Preserving US prairie lands is a hot issue
Washington — A great sea of tallgrass prairie -- tawny and frozen now in its midwinter cloak -- once covered more than a quarter-million acres of the American Midwest.
Conservationists long have believed that what remains of the tallgrass prairie should be preserved. But trees, rivers, and canyons have inspired support more easily.
Yet the prairie, conservationists say, is unique in its environmental and cultural influence on America: "All the aura of going west is in the prairie," says Patricia Goggin of the National Wildlife Federation.
To pioneers, the prairie bespoke vastness and plenty. Herds of bison (buffalo) and elk roamed unfettered. Mourning doves, prairie chickens, and scores of other animals rustled through the headhigh, multi-hued grasses.
"I had not dreamed the earth could so glow with rich tints," wrote Elizabeth Custer, the wife of Gen. George Armstrong Custer, in 1867.But in a cycle common to many natural areas, wilderness lost, bit by bit, to farming and development. What is left of the prairie -- estimated now at 1 percent of its original acreage -- constitutes "one of the last major physiographical regions not yet protected," Miss Goggin says.
Efforts to preserve sections of prairie as a national park began in the 1930s and enjoyed a surge in the 1960s and '70s. But landowners in Kansas and northern Oklahoma, where three major reserves have been proposed, have fought legislation allowing the government to expropriate land.
Fear of federal coercion, said the Salina (Kansas) Journal in a recent editorial, is "a feature which, understandably, drove ranchers right up the wall."
But a compromise approach requiring patience from landowners and conservationists now seems to be winning support. The idea, put forth in a bill introduced by US Reps. Larry Winn (R) of Kansas and Morris K. Udall (D) of Arizona, is to authorize the National Park Service to buy land for the three prairie reserves only from willing sellers.
Rather than creating a new park instantly, the tallgrass prairie reserves would be consolidated over the next 30, 50, 100 years or more. "The change in concept has opened the door," says T. Destry Jarvis of the National Parks and Conservation Association. "The other approach got nowhere. But this one recognizes that the majority of farmers and ranchers do care about the land and are good stewards."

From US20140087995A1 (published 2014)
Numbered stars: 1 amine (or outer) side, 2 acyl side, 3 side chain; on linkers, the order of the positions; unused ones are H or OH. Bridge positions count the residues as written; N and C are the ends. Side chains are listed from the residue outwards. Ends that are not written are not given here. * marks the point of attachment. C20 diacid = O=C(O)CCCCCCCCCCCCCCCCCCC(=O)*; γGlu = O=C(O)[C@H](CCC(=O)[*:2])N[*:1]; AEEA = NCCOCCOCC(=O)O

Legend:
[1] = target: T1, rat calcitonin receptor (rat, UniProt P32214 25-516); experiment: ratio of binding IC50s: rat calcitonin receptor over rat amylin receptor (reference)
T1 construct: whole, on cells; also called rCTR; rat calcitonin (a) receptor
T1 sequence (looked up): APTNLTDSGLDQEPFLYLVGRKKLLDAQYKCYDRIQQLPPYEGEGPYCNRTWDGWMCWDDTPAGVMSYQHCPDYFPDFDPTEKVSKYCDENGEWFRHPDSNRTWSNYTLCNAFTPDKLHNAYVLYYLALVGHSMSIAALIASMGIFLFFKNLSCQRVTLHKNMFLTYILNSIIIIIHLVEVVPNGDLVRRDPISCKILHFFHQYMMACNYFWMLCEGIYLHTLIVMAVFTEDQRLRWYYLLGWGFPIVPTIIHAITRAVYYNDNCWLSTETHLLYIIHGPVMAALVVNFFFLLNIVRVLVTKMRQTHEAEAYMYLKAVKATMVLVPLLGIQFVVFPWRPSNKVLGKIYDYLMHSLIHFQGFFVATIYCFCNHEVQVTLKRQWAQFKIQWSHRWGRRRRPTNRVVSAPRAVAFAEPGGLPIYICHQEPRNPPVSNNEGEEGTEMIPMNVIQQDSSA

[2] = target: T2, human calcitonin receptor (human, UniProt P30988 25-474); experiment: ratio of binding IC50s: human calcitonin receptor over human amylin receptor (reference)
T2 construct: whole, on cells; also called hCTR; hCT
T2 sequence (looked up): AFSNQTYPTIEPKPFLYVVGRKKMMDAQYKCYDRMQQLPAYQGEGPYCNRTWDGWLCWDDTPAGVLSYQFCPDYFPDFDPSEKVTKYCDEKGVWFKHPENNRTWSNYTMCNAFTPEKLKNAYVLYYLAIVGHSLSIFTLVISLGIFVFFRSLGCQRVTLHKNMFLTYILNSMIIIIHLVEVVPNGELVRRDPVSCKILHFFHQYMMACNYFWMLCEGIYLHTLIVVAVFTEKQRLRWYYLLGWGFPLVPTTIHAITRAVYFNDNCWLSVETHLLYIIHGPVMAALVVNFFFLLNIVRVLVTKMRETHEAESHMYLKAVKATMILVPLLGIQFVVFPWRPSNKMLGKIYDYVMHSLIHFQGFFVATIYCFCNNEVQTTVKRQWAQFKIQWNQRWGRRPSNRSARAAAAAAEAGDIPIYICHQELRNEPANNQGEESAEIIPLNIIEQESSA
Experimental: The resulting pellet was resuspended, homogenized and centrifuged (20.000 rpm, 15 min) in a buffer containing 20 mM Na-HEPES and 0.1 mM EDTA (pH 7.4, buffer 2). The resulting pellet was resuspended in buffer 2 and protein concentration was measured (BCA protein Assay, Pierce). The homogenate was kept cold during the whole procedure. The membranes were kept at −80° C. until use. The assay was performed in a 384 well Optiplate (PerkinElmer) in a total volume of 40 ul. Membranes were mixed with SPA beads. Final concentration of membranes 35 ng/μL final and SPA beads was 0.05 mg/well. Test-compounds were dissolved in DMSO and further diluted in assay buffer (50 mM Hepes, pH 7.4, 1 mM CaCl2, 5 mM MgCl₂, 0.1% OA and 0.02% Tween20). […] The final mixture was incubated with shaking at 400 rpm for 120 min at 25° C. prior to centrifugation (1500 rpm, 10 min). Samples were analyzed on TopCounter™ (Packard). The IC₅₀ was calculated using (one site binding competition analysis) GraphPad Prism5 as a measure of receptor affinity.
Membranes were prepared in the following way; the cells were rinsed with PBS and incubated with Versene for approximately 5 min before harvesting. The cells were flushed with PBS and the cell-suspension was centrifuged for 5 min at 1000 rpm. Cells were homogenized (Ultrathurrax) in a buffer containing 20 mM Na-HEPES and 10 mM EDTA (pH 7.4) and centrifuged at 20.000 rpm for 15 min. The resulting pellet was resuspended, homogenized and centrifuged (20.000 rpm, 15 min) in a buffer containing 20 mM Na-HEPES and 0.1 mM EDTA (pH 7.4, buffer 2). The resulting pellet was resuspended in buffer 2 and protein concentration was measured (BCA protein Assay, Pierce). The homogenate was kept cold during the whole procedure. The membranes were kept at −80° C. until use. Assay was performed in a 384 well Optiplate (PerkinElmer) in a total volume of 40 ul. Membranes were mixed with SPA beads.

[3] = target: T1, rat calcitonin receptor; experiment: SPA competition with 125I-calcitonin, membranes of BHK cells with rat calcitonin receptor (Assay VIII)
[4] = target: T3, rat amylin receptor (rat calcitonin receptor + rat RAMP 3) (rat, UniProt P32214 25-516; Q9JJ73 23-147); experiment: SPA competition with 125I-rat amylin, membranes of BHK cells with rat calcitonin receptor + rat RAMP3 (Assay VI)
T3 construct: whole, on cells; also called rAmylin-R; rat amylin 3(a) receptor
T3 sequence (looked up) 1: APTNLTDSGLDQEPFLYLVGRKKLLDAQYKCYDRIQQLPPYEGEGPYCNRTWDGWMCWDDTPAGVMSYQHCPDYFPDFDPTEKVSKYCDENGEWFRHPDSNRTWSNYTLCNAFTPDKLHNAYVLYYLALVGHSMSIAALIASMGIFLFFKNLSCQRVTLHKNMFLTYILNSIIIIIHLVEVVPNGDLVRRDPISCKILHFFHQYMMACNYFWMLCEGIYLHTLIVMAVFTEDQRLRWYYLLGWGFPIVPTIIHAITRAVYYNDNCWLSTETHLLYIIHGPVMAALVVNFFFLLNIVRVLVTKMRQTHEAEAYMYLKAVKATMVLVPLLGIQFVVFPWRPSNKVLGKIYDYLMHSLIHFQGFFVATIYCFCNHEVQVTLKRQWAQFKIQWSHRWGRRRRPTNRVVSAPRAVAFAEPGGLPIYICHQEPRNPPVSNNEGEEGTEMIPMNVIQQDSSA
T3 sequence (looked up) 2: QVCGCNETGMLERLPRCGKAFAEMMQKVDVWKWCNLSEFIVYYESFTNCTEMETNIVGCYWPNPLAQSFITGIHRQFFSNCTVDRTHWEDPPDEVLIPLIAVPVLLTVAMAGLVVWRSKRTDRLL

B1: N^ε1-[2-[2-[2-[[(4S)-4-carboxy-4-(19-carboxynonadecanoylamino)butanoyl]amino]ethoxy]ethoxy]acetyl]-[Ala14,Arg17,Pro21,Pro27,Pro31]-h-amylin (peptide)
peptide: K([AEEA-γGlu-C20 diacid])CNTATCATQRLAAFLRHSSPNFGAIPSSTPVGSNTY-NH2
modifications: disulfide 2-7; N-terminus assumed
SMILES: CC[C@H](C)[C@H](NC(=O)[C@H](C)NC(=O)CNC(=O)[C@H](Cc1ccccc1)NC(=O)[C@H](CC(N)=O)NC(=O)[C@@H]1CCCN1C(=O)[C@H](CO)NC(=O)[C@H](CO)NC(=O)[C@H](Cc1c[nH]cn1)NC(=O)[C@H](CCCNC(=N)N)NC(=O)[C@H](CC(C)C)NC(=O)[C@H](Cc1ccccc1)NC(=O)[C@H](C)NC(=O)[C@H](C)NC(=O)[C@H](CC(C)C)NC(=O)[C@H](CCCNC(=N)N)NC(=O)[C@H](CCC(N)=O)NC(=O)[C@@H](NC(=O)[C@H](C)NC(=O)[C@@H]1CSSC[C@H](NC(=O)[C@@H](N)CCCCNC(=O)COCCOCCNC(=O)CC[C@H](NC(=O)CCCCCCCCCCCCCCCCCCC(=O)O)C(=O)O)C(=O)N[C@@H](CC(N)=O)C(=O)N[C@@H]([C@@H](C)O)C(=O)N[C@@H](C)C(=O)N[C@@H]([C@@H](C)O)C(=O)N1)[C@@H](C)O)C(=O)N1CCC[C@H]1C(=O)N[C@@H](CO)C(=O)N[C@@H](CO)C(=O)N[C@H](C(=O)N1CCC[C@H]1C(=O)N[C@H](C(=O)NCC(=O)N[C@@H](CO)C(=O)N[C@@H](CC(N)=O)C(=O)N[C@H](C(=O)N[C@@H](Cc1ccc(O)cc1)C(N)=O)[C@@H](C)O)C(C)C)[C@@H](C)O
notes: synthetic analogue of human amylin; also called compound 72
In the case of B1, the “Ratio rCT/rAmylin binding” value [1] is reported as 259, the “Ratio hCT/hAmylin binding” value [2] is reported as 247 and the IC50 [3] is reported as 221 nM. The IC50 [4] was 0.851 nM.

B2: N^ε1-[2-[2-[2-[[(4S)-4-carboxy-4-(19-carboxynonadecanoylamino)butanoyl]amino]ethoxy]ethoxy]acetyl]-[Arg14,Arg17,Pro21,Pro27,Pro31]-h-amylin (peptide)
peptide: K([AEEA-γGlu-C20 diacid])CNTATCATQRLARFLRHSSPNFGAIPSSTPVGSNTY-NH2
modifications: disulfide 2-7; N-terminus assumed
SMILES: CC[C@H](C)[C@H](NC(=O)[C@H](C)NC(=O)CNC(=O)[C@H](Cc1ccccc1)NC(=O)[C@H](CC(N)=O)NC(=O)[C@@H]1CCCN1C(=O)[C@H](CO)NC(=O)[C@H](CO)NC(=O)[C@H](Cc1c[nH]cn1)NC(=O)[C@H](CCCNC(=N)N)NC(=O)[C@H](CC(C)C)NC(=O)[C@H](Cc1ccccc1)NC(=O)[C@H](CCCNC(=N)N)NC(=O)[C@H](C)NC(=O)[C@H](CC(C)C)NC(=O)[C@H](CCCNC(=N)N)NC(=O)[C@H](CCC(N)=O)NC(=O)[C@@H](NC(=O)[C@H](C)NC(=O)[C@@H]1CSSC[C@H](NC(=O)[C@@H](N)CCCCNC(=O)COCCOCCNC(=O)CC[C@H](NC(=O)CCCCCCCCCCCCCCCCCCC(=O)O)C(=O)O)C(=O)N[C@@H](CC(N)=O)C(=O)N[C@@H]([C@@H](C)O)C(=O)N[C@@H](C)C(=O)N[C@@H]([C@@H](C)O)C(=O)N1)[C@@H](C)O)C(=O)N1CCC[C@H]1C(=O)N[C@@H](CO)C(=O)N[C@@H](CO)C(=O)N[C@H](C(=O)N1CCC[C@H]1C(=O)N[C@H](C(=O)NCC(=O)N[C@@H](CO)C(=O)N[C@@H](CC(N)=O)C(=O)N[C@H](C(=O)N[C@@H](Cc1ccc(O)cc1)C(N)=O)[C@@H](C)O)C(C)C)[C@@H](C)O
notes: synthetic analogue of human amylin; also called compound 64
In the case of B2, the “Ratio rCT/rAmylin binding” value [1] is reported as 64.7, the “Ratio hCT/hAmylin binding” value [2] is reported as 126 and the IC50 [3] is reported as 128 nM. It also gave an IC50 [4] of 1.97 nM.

"Families could retain ownership for generations, possibly forever," congressmen Winn and Udall say.
If, however, the property is used in a manner that is "substantially detrimental" -- such as rights-of-way for high- voltage transmission lines, housing developments, or excessive plowing -- the US Secretary of the Interior could acquire the property through condemnation.
The entire land-purchasing program would cost $150 million, spread over the coming years, with the Park Service allocating $10 million a year for purchases.
The pros and cons on prairie reserve in many ways resemble those on the Alaska lands issue, where conservations are opposed by local interests.
Opposition is led by Rep. Bob Whittaker (R) of Kansas, in whose district two of the proposed reserves would be located. His press secretary, Steve Lotterer, says that the tallgrass reserves are unnecessary and removing the land from county tax rolls would "be devastating" to the area.
Although a federal government program would provide payments to the county governments in lieu of taxes, Mr. Lotterer says compensation would not offset the amount that would have been received from taxes.
"That's the economic viewpoint," he says, "and the philosophical one is that there is no need for more parkland. Our position is that the farmers already have returned several million acres to their natural state, and there is no need to take more land out of production or to spend federal money to do it."
The land already is in safe hands, Mr. Lotterer says. Farmers would not attempt to overplow the thin topsoil, and industrial and urban development are far away from that part of Kansas.
Mr. Lotterer says a poll of residents last August indicated about 70 percent disapproved of the idea; opposition in the immediate vicinity of the proposed parks ran even higher.